ECB to monitor security ahead of IPL
The ECB will monitor the security situation in India ahead of the IPL following yesterday's attack on the Sri Lanka team in Lahore. Centrally contracted England players are due to take part for a three-week period following the tour of West Indies.
Hugh Morris, the managing director of England cricket, has already had conversations with the Professional Cricketers' Association chief executive Sean Morris and said the recent events have changed the security situation worldwide.
"Clearly the players' association and ourselves are looking very closely at the security situation around the world," Morris said. "It's good to see Lalit Modi saying that everything will be done to make sure security around all the franchises will be in place but it's something we will monitor."
The ECB have granted No Objection Certificates to the centrally contracted players taking part, including Andrew Flintoff and Kevin Pietersen, and while stopping short of saying they could be withdrawn, Morris emphasised how important security had now become.
"As far as centrally contracted players clearly we need to make sure that safety and security provisions are in place," he said. "We've agreed a no obligation certificate and...safety and security is the No. 1 priority of our board."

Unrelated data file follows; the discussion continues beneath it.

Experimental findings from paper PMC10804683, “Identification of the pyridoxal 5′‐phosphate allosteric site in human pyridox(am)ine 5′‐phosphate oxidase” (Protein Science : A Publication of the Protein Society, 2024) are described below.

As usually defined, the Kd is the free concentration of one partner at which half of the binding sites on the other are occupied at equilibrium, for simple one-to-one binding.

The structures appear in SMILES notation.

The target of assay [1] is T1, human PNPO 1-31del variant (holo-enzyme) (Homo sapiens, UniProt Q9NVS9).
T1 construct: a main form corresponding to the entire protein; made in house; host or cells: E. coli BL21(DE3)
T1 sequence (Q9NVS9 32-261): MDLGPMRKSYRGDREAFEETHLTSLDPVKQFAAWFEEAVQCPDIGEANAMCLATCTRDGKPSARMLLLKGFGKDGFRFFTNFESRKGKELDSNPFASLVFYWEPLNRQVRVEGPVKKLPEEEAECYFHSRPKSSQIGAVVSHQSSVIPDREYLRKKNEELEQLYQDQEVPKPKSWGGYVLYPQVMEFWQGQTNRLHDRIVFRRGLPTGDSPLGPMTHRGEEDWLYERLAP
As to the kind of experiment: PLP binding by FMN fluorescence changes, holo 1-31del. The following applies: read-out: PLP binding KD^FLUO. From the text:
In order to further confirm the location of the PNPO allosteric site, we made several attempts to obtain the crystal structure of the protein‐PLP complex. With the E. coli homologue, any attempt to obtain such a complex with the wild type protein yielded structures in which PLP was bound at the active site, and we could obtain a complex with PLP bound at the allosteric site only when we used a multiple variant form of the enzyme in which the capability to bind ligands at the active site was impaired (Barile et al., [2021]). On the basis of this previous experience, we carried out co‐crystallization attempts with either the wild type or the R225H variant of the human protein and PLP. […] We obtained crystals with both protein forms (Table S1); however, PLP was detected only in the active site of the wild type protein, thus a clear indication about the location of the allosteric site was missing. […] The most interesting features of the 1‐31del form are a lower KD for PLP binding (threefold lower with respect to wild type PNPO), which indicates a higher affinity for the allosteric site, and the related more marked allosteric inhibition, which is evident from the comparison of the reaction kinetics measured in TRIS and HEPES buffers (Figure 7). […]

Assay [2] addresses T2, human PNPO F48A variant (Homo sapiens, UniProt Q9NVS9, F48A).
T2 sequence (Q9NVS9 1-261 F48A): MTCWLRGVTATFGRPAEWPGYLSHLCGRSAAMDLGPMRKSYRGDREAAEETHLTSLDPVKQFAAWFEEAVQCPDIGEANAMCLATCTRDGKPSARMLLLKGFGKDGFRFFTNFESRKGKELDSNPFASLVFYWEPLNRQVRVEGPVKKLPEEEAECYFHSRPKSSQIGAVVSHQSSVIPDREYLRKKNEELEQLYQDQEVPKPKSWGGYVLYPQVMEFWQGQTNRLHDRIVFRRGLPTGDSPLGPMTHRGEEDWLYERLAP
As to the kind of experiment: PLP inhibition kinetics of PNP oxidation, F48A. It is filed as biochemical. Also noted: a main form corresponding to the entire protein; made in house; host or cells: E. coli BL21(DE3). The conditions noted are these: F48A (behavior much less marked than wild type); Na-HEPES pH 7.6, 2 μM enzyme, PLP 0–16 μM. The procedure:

Morris added that the impact of the attack on Sri Lanka's team coach, as it approached the ground in Lahore, will be felt for a long time to come. England's next scheduled visit to the subcontinent is a tour of Pakistan in 2010, but that must now be in serious doubt.
"Yesterday was a complete and utter tragedy," Morris said. "It was a shocking event and I think the ramifications of it all we are going to have to consider in the weeks and months to come. We are not due to go back for some time but we take every tour individually and will monitor the situation as and when it arises."
England have Reg Dickason, an independent security advisor, with them on tour and he is also used by Cricket Australia, but Morris added that even with all possible protection no one can ever be completely safe.
"Anybody is vulnerable around the world now," he said. "No one can ever guarantee 100% safety anywhere in the world. The safety and security situation of the last 24 hours is clearly a major issue and we will be monitoring that."
Alastair Cook, the England opening batsman, said the significance of what happened in Pakistan moved beyond cricket. "It's a tragedy and it puts cricket into perspective when you talk about drawn Tests and things like that. It does hit home how quickly life can change when you are driving to a Test and stuff like that happens. Hopefully it won't ever happen again."
Andrew McGlashan is a staff writer at Cricinfo